The site gets more than 500,000 hits a day, or just under 200,000 page views; Coate estimates that those figures translate to 30,000-40,000 individual visitors a day. The site is entirely ad supported.
In another interesting move made last week, it was announced that Chronicle managing editor Dan Rosenheim, a long-time newspaper editor with no TV experience, is moving to KRON to become news director. Rosenheim reportedly took a strong interest in new media activities while at the Chronicle, and Coate describes him as “a friend” of The Gate. It will be interesting to watch this mutual print-broadcast undertaking by a multiple media-owning company on the World Wide Web.
Contact: John Coate, email@example.com
New and improved look for NCN
New Century Network has a new look for its central Web gateway page, as the U.S. newspaper Web site network makes more visible moves as it heads toward a formal launch date in early 1997. This is a minor redesign, and more dramatic announcements about NCN’s activities are expected in the coming months. NCN has a new motto, “The Best of America’s Newspapers,” which while not terribly catchy is much more descriptive than the old “The Net With a Hometown Point of View.”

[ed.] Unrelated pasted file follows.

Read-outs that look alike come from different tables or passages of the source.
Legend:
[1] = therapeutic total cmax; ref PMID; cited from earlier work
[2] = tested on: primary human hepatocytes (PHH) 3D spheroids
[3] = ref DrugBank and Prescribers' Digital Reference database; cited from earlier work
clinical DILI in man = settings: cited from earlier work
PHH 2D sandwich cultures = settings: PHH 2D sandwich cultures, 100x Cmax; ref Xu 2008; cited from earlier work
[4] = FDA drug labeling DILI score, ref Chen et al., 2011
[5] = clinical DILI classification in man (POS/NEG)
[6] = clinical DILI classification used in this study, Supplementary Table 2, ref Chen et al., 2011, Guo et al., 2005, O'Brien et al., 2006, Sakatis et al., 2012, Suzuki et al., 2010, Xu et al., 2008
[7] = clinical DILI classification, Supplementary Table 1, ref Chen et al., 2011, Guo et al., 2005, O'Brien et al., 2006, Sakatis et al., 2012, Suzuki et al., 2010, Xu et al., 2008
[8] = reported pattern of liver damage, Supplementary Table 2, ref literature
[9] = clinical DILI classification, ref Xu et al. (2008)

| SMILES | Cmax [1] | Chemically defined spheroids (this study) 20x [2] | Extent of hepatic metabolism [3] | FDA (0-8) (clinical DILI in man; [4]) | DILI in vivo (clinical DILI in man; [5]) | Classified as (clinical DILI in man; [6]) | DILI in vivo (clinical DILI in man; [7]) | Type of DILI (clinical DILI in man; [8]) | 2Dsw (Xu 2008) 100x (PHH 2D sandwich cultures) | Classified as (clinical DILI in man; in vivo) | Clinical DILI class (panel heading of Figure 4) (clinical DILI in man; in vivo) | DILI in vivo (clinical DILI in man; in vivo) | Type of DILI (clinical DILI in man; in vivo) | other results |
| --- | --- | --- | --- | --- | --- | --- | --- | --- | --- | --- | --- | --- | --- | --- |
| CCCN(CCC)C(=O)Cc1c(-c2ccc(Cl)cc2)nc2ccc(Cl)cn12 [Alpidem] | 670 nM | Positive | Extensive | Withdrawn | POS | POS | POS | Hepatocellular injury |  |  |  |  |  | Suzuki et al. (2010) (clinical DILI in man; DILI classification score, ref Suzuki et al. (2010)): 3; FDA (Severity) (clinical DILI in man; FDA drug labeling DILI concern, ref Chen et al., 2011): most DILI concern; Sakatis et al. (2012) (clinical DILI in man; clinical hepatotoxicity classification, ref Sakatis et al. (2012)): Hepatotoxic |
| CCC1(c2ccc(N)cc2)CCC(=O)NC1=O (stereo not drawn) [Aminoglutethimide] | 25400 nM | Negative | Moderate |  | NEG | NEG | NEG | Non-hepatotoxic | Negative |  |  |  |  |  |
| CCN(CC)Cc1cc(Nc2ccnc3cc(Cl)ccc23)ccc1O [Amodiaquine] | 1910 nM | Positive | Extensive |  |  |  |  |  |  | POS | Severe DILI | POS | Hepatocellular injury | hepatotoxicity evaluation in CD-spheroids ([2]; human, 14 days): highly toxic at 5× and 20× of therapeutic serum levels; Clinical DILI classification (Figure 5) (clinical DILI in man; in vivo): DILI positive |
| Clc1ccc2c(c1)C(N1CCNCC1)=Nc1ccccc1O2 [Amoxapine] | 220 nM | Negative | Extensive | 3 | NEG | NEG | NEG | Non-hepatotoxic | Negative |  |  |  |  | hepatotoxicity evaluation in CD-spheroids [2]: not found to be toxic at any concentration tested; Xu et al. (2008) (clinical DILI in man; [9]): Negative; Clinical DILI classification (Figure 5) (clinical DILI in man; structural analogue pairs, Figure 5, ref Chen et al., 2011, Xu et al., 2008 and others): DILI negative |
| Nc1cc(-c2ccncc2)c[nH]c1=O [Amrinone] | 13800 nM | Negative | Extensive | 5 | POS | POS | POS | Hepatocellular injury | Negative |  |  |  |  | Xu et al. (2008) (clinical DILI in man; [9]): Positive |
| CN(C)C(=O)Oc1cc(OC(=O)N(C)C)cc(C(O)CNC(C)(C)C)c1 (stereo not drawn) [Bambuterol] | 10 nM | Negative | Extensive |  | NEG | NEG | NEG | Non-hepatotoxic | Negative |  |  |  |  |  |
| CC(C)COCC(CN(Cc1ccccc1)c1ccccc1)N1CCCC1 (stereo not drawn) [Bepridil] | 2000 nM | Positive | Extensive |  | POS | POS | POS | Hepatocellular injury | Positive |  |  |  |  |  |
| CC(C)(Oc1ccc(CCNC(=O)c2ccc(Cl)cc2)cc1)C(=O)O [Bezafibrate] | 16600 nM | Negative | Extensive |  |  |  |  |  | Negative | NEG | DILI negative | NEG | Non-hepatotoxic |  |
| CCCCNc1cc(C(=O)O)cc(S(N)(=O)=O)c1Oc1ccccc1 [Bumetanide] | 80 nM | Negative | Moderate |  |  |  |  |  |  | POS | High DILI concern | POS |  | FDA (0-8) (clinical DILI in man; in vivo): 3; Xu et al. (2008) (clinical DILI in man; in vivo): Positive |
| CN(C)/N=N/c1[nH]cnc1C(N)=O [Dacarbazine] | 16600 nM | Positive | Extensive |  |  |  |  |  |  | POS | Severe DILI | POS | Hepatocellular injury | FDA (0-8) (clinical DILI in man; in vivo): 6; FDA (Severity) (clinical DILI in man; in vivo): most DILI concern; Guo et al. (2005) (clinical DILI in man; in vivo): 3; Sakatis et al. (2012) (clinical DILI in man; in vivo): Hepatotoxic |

Digital journalism conference being planned
New York University is putting together a two-day conference on digital journalism, scheduled for May 30-31 in New York City. The purpose of the conference is to explore the role of journalism in cyberspace, and it will cover such topics as non-linear story-telling, computer-assisted reporting, the “reporter as editor,” and hypertext as a device in non-fiction narrative. It is expected to attract reporters, editors, designers, educators, students and publishers working in the new media fields.
Anyone interested in organizing a panel for the conference should contact John Garcia, director of digital journalism at NYU.
Contact: John Garcia, firstname.lastname@example.org
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This column is written by Steve Outing exclusively for Editor & Publisher Interactive three days a week. News, tips, and other communications may be sent to Mr. Outing at email@example.com
The views expressed in the above column do not necessarily represent the views of the Editor & Publisher company